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25  structures 8561  species 0  interactions 23661  sequences 138  architectures

Family: Peptidase_S26 (PF10502)

Summary: Signal peptidase, peptidase S26

Pfam includes annotations and additional family information from a range of different sources. These sources can be accessed via the tabs below.

This is the Wikipedia entry entitled "Signal peptidase". More...

Signal peptidase Edit Wikipedia article

Initially observed in preparations of Endoplasmci reticulum (ER)-derived membranes, so called "microsomes" from mouse myeloma cells [1], 'signal peptidase convert secretory and some membrane proteins to their mature form. The key observation by Milstein et al. was that immunoglobulin light chains were produced in a higher molecular weight form, which became processed by the microsomal fraction. This finding was directly followed by the discovery of the ER translocation machinery [2]. Signal peptidases are also found in prokaryotes as well as the protein import machinery of mitochondria and chloroplasts [3].

All signal peptidases described so far are serine proteases. The active site that endoproteolytically cleaves signal peptides from translocated precursor proteins is located at the extracytoplasmic site of the membrane. The eukaryotic signal peptidase is an integral membrane protein complex. The first subunit, which was identified genetically, is Sec11, yeast membrane protein of 17 kDa. Sec11 is associated with three subunits termed Spc3p (21 kDa), Spc2p (18 kDa) and Spc1p (11 kDa). Sec11 is the only essential factor for signal peptide processing as can be deduced from a growth defect upon its deletion [4]. The functional signal peptidase complex was first purified from canine microsomes [5]. The five mammalian subunits are named SPC12, SPC18, SPC21, SPC22/23 and SPC25 according to their molecular weight.

  1. ^ Milstein, C., Brownlee, G. G., Harrison, T. M., and Mathews, M. B. (1972). A possible precursor of immunoglobulin light chains. Nat New Biol 239, PP. 117-120
  2. ^ Blobel, G., and Dobberstein, B. (1975). Transfer of proteins across membranes. I. Presence of proteolytically processed and unprocessed nascent immunoglobulin light chains on membrane-bound ribosomes of murine myeloma. J Cell Biol 67, PP. 835-851
  3. ^ Paetzel, M., Karla, A., Strynadka, N. C., and Dalbey, R. E. (2002b). Signal peptidases. Chem Rev 102, PP. 4549-4580
  4. ^ Bohni, P. C., Deshaies, R. J., and Schekman, R. W. (1988). SEC11 is required for signal peptide processing and yeast cell growth. J Cell Biol 106, PP. 1035-1042
  5. ^ Evans, E. A., Gilmore, R., and Blobel, G. (1986). Purification of microsomal signal peptidase as a complex. Proc Natl Acad Sci U S A 83, PP. 581-585

This page is based on a Wikipedia article. The text is available under the Creative Commons Attribution/Share-Alike License.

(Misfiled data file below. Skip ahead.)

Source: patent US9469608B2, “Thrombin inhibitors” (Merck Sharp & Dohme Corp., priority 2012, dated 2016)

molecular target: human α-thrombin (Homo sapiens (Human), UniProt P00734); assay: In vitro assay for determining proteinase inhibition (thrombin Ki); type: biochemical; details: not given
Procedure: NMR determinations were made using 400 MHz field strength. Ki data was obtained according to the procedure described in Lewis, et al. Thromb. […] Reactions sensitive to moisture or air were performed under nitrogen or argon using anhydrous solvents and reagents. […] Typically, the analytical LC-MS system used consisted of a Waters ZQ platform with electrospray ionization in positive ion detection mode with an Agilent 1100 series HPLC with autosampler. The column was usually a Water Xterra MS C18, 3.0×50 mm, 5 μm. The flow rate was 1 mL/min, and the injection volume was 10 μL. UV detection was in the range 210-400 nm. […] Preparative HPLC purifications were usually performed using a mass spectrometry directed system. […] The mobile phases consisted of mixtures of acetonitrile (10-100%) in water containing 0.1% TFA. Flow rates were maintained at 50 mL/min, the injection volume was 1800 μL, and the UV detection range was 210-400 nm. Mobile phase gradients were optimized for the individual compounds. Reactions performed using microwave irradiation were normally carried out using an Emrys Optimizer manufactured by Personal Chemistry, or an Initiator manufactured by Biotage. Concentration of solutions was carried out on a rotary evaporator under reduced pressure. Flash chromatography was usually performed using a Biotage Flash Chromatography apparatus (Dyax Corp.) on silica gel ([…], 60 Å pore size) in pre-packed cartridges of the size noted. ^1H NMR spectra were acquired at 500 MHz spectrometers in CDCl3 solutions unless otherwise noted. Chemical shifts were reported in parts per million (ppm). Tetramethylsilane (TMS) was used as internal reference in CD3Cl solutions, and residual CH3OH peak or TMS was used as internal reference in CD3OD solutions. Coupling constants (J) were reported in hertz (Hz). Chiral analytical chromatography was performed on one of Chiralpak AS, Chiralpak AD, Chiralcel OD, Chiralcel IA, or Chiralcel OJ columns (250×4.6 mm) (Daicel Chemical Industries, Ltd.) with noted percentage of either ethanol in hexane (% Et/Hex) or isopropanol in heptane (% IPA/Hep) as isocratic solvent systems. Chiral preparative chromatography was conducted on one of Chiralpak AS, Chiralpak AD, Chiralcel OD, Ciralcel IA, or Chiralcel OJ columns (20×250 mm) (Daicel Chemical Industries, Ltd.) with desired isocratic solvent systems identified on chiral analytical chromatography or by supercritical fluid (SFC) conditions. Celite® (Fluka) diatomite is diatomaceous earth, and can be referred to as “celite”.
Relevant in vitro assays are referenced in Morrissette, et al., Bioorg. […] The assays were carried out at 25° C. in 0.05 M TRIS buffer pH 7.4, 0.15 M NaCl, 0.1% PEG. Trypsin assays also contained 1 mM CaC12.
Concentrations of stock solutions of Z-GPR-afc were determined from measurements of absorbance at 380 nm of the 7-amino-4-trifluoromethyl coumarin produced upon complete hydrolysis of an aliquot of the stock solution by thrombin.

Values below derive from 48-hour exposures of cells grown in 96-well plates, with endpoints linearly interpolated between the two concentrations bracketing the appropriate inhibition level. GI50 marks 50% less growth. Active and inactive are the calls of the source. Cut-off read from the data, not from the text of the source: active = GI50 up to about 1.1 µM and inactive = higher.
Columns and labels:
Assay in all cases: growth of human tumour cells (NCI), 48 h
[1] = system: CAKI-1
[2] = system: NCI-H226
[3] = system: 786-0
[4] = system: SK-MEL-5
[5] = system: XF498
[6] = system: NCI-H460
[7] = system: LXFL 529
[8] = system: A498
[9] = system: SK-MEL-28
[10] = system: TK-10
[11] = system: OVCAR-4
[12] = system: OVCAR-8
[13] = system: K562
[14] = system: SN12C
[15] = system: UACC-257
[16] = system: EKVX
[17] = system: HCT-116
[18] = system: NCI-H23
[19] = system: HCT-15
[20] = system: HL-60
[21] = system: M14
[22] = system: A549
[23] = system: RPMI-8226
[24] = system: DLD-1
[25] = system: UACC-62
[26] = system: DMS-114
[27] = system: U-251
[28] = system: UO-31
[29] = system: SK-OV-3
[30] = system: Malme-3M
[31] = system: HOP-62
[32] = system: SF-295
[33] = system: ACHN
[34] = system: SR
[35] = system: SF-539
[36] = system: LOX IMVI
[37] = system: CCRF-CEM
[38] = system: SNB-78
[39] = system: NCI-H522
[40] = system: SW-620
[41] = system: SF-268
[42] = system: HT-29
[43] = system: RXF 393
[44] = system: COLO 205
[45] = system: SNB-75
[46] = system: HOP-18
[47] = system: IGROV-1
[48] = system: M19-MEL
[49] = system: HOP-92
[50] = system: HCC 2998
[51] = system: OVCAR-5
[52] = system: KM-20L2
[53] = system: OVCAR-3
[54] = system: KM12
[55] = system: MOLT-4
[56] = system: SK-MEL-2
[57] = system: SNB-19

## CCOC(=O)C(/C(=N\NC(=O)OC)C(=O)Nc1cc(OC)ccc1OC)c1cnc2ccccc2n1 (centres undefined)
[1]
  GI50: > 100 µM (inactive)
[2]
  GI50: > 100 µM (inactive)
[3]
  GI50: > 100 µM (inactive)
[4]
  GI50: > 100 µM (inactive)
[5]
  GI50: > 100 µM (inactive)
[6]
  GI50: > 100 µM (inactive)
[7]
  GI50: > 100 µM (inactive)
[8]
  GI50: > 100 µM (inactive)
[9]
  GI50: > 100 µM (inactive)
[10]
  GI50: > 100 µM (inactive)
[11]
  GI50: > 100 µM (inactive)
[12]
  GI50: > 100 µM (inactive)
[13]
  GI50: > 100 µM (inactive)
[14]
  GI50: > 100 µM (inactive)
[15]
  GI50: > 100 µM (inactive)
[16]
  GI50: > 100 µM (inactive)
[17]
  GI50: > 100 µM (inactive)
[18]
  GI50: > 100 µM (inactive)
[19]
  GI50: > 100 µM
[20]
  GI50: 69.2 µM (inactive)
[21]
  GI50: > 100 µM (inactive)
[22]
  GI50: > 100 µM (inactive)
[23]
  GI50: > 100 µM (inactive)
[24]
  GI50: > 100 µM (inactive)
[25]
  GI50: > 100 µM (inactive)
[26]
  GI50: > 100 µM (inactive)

This tab holds the annotation information that is stored in the Pfam database. As we move to using Wikipedia as our main source of annotation, the contents of this tab will be gradually replaced by the Wikipedia tab.

Signal peptidase, peptidase S26 Provide feedback

This is a family of membrane signal serine endopeptidases which function in the processing of newly-synthesised secreted proteins. Peptidase S26 removes the hydrophobic, N-terminal, signal peptides as proteins are translocated across membranes. The active site residues take the form of a catalytic dyad that is Ser, Lys in subfamily S26A; the Ser is the nucleophile in catalysis, and the Lys is the general base.

Internal database links

External database links

This tab holds annotation information from the InterPro database.

InterPro entry IPR019533

This entry represents a domain found in some members of the S26A family of serine endopeptidases. Peptidases S26A (signal peptidase I) removes the hydrophobic, N-terminal signal peptides as proteins are translocated across membranes. The type I signal peptidases are unique serine proteases that utilize a serine/lysine catalytic dyad mechanism in place of the classical serine/histidine/aspartic acid catalytic triad mechanism [ PUBMED:15546672 ]. Peptidases S26B includes eukaryotic microsomal signal peptidases involved in the removal of signal peptides from secretory proteins as they pass into the endoplasmic reticulum lumen [ PUBMED:7845208 ]. Peptidases 26C (TraF signal peptidase) are found in operons that encode elements of conjugative transfer systems.

Gene Ontology

The mapping between Pfam and Gene Ontology is provided by InterPro. If you use this data please cite InterPro.

Domain organisation

Below is a listing of the unique domain organisations or architectures in which this domain is found. More...

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Pfam Clan

This family is a member of clan Peptidase_SF (CL0299), which has the following description:

This clan includes the peptidase S24 and S26 families. These families adopt a mainly beta fold. Members of the family S24 have an additional C-terminal domain containing a bundle of three helices presumably important for binding DNA.

The clan contains the following 3 members:

Peptidase_S24 Peptidase_S26 Phage_CI_C

Alignments

We store a range of different sequence alignments for families. As well as the seed alignment from which the family is built, we provide the full alignment, generated by searching the sequence database (reference proteomes) using the family HMM. We also generate alignments using four representative proteomes (RP) sets and the UniProtKB sequence database. More...

View options

We make a range of alignments for each Pfam-A family. You can see a description of each above. You can view these alignments in various ways but please note that some types of alignment are never generated while others may not be available for all families, most commonly because the alignments are too large to handle.